Yes, the two are connected at several levels. If one were to observe society closely, you would see how different dialects result in different perceptions of life. Often, these views are influenced by the literature or the phrases they have become accustomed to. For instance, Pooram , a word in Malayalam is often used to depict festivities. Then again, colloquially, the term also implies confusion or chaos or a heated debated that does not always involve violence (rather an outburst of abusive language).
Languages are identity cards in their own right. It adds to one’s personality and does enable one to be more adaptive and understanding.
Hence, there was a lot of commotion when a certain political leader stood firm on terming 'Hindi' as the 'National Language'.
In the 2011 Census report, it was stated that over 19,000 languages are spoken in India! This implies, that one of the world's largest democracies is also one of the most unique cultural hubs.
India is a country of sub-communities and this phenomenon will only become more prevalent in the following years. In fact, I hope our society could see the rise of new linguistic groups especially after the scrapping of Article 370 by the Central Government.
Then again, I am worried. While many criticised the move to be politically driven, my fear is that Kashmir and its people would also be party to this strange yet non-sensical feud in the name of languages and culture. After all, Kashmiri and Dogri have always been part of India's unique demography.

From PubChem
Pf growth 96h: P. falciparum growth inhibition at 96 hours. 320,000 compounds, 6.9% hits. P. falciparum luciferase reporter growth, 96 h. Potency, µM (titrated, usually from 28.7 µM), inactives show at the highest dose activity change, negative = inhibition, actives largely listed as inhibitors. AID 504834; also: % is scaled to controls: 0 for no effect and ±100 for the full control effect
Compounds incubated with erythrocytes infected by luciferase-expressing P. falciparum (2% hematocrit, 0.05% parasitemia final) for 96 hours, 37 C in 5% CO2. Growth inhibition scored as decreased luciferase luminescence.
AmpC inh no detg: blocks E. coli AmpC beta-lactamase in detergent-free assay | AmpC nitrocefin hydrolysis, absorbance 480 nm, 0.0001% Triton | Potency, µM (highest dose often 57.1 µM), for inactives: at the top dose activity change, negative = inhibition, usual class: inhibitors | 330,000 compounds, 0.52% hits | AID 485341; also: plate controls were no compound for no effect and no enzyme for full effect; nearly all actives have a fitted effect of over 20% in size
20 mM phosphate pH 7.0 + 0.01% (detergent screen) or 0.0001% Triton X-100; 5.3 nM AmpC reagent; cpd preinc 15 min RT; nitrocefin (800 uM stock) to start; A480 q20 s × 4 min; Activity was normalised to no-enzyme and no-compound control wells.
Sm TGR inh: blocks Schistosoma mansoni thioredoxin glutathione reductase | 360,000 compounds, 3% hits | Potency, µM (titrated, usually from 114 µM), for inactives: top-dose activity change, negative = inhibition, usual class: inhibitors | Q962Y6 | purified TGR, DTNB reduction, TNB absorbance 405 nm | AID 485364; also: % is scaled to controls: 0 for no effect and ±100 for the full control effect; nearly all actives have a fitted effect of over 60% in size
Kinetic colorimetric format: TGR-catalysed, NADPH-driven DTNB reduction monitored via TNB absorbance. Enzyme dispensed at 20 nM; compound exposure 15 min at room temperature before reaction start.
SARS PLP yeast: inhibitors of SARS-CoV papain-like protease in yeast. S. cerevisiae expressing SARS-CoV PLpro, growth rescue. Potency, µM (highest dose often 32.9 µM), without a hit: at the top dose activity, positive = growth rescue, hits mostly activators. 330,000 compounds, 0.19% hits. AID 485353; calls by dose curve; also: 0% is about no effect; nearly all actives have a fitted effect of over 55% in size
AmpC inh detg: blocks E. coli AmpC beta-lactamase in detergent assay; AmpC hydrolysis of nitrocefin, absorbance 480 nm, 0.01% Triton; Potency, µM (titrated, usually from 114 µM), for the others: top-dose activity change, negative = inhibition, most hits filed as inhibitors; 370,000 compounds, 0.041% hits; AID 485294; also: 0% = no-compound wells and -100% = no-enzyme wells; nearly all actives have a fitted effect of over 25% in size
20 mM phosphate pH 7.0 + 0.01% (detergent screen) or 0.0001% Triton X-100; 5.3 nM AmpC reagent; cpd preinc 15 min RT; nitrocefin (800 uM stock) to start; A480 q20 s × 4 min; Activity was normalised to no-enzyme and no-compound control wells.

Thus, the imposition of one official language, (which, incidentally, is also a combination of dialects like Bhraj, Khadiboli and more) is unjust. Agreed, that is spoken in several parts of the country. But does the knowledge of Harivansh Rai Bacchan's Poetry or Munshi Premchand's Godan help you survive in Dhahara, Bihar or in Hurda, Rajasthan? After all, that is what schools and colleges teach the students.
Do we need to master a language?
Sure, a mother would be protective, if her child is unable to speak a language she or he is not familiar with. Then again, children learn faster than you think. Before you know it, they are as fluent as fluent can be.
If we can laud a foreigner’s attempt at mastering an Indian language, that we are most familiar with, what prevents us from preserving some of that for ourselves?
Tackling rebel with force is never wise. Moreover, it is worrisome to see how the conscious exemplified resistance towards anything different is being passed from generation to generation.
If such is the attitude of the 21st century educated Indian, who claims to be a travel bug and is worldly-wise, the future of a ‘peaceful co-existence’ will seem bleak. In all honesty, nobody cares if you ace the language. But everyone adores you for trying.